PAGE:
With any film that’s based on a real-life disaster, there’s a balance between how respectful the film has to be while delivering the spectacle it has to, without being exploitative. How do you feel Only the Brave pulls that balance off?

It’s tough, because I don’t know how many people who are going to see the movie necessarily know what happened with the true story; people can look it up. I think a lot of people are going to see it based on the actors that are involved, the occupation that it is, firefighting, Joe the director, and these different elements, but I think what Joe and our screenwriter Eric Singer did is not rushing to the tragedy, not building this movie on the last catastrophe. They really do a good job of showing these guys and what they stood for, and not exploiting them for their deaths. They did a good job of not skipping through the first two-thirds of the movie just to get to that ending, which you know is going to be emotional and tragic and all those things. They did a really good job, and that is difficult to do – and there is nothing cliché about this movie at all.

What was it like working with the stunt team and the special effects crew, learning how to work with the practical fire elements?

The stunt team did a really great job. I had a stunt double for a few things, really not that much, but the entire stunt team and production too, they were able to construct this fake area of wild lands so that they could control the fire. There were times, absolutely, when the fire was really, really hot, but that’s how it goes. In real life, these guys, that’s what they’re feeling and they still have to focus and do their job. It added a sense of realism for the actor, which is always helpful.

It gives you something to interact with and act off against.

Yeah. The fire, there actually will be some CGI fire just to show the scope of it, but when you see the actors feeling the heat of the fire, that’s real fire.

I’m a big comic book movie geek, and in this movie, there are so many actors who’ve been in comic book movies. Were there any moments when anyone on set went “there’s Mr. Fantastic, there’s Gambit, there’s Thanos, there’s Obadiah Stane” and was geeking out over there?

No…I think when we were filming, Josh had [just] been cast as Thanos, so we would chat with him a little bit about that. This story was so important to everybody, everyone was kind of focused on that and wanted to do these real guys justice.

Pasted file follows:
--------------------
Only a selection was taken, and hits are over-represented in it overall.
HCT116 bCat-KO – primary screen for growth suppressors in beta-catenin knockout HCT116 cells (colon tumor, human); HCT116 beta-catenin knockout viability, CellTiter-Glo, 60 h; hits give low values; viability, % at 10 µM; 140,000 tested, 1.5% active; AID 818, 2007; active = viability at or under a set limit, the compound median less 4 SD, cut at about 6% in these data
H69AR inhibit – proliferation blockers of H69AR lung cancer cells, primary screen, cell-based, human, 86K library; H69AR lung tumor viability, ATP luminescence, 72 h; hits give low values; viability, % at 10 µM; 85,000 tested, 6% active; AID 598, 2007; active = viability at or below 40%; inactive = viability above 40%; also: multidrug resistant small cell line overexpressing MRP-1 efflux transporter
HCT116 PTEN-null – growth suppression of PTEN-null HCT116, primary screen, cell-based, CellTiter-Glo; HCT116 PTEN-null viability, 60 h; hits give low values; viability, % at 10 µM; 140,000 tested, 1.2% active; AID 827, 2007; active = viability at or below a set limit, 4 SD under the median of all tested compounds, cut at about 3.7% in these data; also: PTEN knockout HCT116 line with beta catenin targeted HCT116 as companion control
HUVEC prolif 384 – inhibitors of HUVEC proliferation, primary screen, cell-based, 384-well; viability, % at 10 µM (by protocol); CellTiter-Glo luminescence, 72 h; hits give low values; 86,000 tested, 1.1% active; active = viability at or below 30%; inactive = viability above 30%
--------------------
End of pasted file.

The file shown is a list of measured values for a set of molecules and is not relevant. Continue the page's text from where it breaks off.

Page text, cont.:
Finally, do blondes have more fun Miles?

Um, they do. When I dyed my hair blonde, I felt just very free and liberated. I just felt better about myself than when I was a brunette.

That really holds true?

Yes.

American Assassin

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AMERICAN ASSASSIN 

Director : Michael Cuesta
Cast : Dylan O’Brien, Michael Keaton, Sanaa Lathan, Shiva Negar, Taylor Kitsch, David Suchet, Navid Negahban, Scott Adkins
Genre : Action/Thriller
Run Time : 112 mins
Opens : 18 October 2017
Rating : NC16

The best-selling Mitch Rapp spy thriller series of novels by the late Vince Flynn has had a long journey to cinemas. Rapp makes the leap from page to screen as played by Dylan O’Brien. After a personal tragedy leaves Rapp scarred and relentlessly seeking revenge against a terrorist cell, he is noticed by CIA Deputy Director Irene Kennedy (Sanaa Lathan). Kennedy places Rapp under the tutelage of Stan Hurley (Michael Keaton), a tough operative active during the Cold War who puts Rapp through his paces. Rapp succeeds, becoming an agent of the top-secret black-ops unit Orion. Alongside Turkish-based American agent Annika (Shiva Negar), Rapp and Hurley must foil an impending attack when 15 kg of weapons-grade plutonium is stolen from a decommissioned Russian nuclear facility. They face off against “Ghost” (Taylor Kitsch), a rogue former Navy SEAL and Orion operative with a grudge against his mentor, who just happens to be Stan Hurley.

Consent to Kill, the sixth book in the Mitch Rapp series, was originally meant to be the first to be adapted to film. Gerard Butler, Colin Farrell, Matthew Fox and Chris Hemsworth were rumoured to be in contention for the role. American Assassin was chosen to be adapted instead – it’s the tenth book in the series, but is a prequel, and details how Rapp became a spy.

With various book-to-film spy movie franchises out there, including the Jason Bourne, James Bond and Jack Ryan series, American Assassin needs to set itself apart from the pack. Unfortunately, director Michael Cuesta does an inadequate job where that’s concerned. The film doesn’t hold back on the violence, and superficially stands out from its less explicit PG-13 cousins in this genre. However, the character motivations and dynamics at play will be abundantly familiar to anyone who’s seen a couple of spy thrillers. Especially because this film is meant to kick off a series, it’s to its detriment that American Assassin is so unmemorable.

There’s a fair amount of globe-trotting, with scenes set in the United States, the United Kingdom, Spain, Poland, Romania, Turkey and Italy. While some moments are visceral enough thanks to the brutality on display, American Assassin never generates sufficient excitement. The climactic sequence is unexpectedly spectacular but also ridiculous, a visual effects-heavy set piece that feels out of place in what is meant to be a grimy, bloody thriller.